Uganda police say three cult leaders held in 1998

Reuters, April 1, 2000
By Adrian Blomfield

FORT PORTAL, Uganda, April 1, 2000 (Reuters) - As Ugandan police searched on Saturday for more victims of a Christian sect that may have killed some thousand members, a local police official said three of its leaders were briefly detained in 1998.

The senior official, who refused to be identified, said the three cult leaders had been detained for promoting "poverty."

"They were telling people to sell their property and possessions. They looked to be poor and humble because they didn't carry any belongings. They only carried the Bible," he said.

He was speaking as one of several police teams involved in the investigation searched the home of John Katebalirwe, a prominent member of the cult at v Sweswe village, near Fort Portal, about 100 km (62 miles) west of the capital Kampala where the three leaders were detained two years ago.

The police teams have been helped in their search by prisoners working bare-foot and hired labourers. However on Saturday the Commissioner of Prisons, Joseph Etima, was quoted as saying the prisoners were being stood down until they could be provided with protective clothing.

The Ugandan government says evidence found so far suggests that failed politician Joseph Kibwetere's Movement for the Restoration of the Ten Commandments had murdered nearly a thousand people, many of them children.

The sect's leaders apparently began killing members, who had been urged to give their worldly goods to the cause, after they started asking for their money back when the world did not end last December 31 as predicted.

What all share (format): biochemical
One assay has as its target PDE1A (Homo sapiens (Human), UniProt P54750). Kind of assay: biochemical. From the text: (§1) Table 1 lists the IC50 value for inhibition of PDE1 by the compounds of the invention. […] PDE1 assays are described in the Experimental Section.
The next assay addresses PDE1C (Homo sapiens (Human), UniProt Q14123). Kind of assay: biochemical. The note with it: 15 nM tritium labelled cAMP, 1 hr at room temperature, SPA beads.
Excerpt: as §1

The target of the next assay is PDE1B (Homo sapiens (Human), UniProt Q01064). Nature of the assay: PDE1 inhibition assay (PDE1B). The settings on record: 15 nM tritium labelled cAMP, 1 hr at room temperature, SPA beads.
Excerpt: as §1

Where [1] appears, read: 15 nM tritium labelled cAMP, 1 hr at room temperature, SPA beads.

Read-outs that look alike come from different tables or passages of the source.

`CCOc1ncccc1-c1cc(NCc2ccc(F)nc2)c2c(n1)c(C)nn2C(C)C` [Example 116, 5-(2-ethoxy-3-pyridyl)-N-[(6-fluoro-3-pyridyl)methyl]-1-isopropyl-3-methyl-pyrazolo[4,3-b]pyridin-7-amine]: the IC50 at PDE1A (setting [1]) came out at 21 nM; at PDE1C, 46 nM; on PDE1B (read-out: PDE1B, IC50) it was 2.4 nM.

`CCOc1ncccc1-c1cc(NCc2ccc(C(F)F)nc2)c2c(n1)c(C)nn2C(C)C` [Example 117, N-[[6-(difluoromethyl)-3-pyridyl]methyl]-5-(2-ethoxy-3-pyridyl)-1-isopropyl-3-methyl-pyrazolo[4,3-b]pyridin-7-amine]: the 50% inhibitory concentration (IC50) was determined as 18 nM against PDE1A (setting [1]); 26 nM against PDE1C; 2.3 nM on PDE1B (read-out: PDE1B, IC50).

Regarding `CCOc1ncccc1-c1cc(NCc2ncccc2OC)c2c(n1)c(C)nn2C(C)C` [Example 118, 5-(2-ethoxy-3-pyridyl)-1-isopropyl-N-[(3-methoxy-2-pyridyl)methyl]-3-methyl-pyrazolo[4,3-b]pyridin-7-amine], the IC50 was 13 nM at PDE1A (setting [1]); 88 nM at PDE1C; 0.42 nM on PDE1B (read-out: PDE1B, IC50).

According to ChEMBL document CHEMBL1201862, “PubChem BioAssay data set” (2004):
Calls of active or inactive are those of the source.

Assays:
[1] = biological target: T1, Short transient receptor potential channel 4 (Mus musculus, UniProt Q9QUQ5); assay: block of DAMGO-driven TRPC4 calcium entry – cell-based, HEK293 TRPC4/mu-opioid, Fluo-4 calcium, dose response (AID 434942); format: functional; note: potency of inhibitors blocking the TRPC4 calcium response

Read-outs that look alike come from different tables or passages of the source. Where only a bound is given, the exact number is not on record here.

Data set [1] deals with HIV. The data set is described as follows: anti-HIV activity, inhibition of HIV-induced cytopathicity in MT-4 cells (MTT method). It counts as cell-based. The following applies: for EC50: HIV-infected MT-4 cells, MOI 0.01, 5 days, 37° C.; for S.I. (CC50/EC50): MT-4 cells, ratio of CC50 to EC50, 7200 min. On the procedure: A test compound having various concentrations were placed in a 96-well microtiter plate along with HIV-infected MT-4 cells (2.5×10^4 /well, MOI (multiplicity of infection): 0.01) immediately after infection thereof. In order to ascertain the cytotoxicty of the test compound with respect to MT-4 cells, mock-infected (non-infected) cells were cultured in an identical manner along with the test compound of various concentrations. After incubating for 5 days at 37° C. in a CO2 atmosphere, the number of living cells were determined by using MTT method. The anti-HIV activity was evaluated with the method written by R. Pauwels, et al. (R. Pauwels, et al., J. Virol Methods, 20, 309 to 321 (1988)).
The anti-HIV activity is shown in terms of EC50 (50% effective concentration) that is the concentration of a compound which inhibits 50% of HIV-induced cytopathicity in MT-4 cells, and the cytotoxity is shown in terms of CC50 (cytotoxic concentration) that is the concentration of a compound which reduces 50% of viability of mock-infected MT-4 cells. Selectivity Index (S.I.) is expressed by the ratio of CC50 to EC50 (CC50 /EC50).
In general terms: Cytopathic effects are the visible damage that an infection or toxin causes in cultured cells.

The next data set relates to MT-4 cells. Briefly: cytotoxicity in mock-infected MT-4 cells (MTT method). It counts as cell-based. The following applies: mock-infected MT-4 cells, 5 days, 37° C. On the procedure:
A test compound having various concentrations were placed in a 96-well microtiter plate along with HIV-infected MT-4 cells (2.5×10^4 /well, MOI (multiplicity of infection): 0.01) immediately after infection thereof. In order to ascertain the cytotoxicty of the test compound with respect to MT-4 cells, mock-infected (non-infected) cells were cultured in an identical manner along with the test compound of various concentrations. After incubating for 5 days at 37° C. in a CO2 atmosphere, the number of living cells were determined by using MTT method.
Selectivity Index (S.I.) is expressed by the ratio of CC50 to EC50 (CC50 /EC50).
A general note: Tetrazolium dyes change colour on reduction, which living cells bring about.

Around 500 people were found burned to death at the sect's headquarters in Kanungu, southwestern Uganda on March 17.

Since then police have discovered 389 bodies, mostly women and children, in mass graves at Rugazi, Rushojwa and Buhunga, all in the southwest, close to the border with the Democratic Republic of the Congo and Rwanda.

The cult found easy support in a poor country ravaged by AIDS and with a history of fanatical religious sects, the most famous being Alice Lakwena's Holy Spirit Movement which led hundreds of its followers to death believing magic oil would protect them against government bullets.

Police said on Friday they would stop digging for bodies until they have beefed up their investigative team, and appealed for international help to carry on the probe.

They said they would concentrate on checking suspected sites and guard them until they decide how to proceed.

The announcement followed the discovery of a fourth suspected mass grave in a cult member's house at Kanungu.

Police Quizzing Relatives For List Of Victims

Police spokesman Eric Naigambi told Reuters on Saturday that police had begun compiling a comprehensive list of people who had been found at the various sites with the help of relatives.

"We wanted to compare the queries with what they found in the registers at Kanungu. There have been several responses countrywide," Naigambi said.

"We think these people knew specifically where their relatives were going. It would give us an indication whether we have to search more or not."

The Ugandan government will hold an inter-denominational prayer service at Kanungu on Sunday which will be attended by Vice-President Speciosa Kazibwe.

Kibwetere, a self-styled prophet who claimed to talk directly to Jesus, has been described by associates as a violent man prone to seizures and was briefly detained in a mental institution for manic depression in 1998.

He is said to have been under the influence of Gredonia Mwerinda, a former prostitute who claimed she talked to the Virgin Mary.

They were assisted by "Father" Dominic Kataribabo, a former Catholic priest with a masters degree in theology and a reputation as a studious and religious man.

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